4) You’re not as loud or sarcastic as your detractors.

Busting out a clever quip like "Sensei’s Divining Stains" in a discussion might make onlookers say "ohhhhhhhhh," or possibly "you got served," but a wordsmith’s clever one-liner does not an argument make.

Feel free to crack a smile at the impressive presentation of the argument you’re hearing, but only listen to the reasoning behind it. When the dust settles, the correct answer is what you’re really interested in, and the entertaining wrapping around the argument – no matter how entertaining it might be – will sidetrack you if you focus on it instead of the argument itself.

In other words, just because I sound really cool when telling you I’m right, doesn’t mean I am.

You know what the easy way is to tell when a person’s right or not?

There isn’t one. If anyone could do that without putting any effort into it, they’d have unraveled the mysteries of the universe long ago by process of elimination.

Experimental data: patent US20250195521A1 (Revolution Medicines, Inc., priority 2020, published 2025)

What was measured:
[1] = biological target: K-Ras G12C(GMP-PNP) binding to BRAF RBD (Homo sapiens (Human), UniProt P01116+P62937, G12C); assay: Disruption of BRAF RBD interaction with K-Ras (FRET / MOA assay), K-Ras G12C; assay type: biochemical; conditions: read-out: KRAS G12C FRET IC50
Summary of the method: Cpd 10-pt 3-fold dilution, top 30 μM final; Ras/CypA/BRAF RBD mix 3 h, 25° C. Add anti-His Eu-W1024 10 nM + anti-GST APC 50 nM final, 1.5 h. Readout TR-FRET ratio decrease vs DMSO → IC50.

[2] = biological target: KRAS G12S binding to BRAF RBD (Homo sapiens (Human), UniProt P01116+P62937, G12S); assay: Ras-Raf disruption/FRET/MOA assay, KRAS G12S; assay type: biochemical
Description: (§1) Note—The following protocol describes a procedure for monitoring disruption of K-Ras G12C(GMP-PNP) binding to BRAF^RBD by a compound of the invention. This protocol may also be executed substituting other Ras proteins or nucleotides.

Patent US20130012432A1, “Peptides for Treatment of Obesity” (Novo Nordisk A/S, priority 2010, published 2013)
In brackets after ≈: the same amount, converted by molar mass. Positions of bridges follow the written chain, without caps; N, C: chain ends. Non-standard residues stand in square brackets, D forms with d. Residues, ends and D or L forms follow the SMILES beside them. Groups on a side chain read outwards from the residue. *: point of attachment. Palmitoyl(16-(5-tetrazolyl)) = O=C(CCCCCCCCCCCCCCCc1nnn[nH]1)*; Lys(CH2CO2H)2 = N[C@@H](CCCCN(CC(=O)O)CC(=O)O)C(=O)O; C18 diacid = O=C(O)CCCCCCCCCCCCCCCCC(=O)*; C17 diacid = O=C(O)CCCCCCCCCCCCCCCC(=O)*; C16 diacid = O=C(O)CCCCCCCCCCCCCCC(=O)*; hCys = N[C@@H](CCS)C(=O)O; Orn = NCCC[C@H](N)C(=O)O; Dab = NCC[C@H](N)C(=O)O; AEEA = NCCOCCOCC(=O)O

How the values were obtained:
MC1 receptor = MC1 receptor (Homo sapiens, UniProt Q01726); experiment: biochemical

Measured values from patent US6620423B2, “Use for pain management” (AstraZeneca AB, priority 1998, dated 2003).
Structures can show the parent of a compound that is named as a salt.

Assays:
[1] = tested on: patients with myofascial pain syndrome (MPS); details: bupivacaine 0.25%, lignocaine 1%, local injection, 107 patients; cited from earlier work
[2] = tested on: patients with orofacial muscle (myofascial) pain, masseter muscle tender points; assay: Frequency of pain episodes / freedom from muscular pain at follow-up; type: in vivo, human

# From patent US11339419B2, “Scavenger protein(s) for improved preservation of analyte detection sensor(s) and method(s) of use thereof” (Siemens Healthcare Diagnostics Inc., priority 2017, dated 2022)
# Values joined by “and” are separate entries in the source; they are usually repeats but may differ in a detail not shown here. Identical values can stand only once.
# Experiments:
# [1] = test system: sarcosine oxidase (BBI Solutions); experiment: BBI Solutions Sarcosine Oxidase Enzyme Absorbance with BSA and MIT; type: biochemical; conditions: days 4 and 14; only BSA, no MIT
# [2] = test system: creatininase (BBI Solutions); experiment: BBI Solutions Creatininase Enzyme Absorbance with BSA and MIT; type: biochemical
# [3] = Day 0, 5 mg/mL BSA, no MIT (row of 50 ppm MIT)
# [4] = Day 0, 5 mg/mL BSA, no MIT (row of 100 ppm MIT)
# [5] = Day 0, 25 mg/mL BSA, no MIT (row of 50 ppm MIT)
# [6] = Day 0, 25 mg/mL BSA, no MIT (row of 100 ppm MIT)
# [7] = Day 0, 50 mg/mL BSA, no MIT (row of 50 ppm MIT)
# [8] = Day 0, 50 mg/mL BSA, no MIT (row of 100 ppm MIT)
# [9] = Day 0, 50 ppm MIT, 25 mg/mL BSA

What you can do is cut out your knee-jerk reactions to what people tell you, and focus on whether or not their arguments make any sense.

Don’t follow any voice for your strategy advice except for the voice of reason. Don’t blindly accept the views of the majority (the masses), the most outspoken (the writers), the most previously successful (the pros), or even to your own gut instincts. Listen to what they have to say, weigh all the pieces information you have accumulated against one another, and finally reason through to the answer for yourself.

Why do this? Why force yourself to be impartial even when all your instincts are telling you to wander off and pay attention to other things? What’s the advantage?

Figuring out when the unpopular opinion is correct might just be the fastest track to success in Magic there is. I cleaned up on MTGO with that Tooth and Nail deck because, even after weighing all the negative things people had said to me, I remained convinced that I was right. I beat all sorts of players who were better than I was, and who had spent more time tuning their decks, simply because I had figured out something they all hadn’t.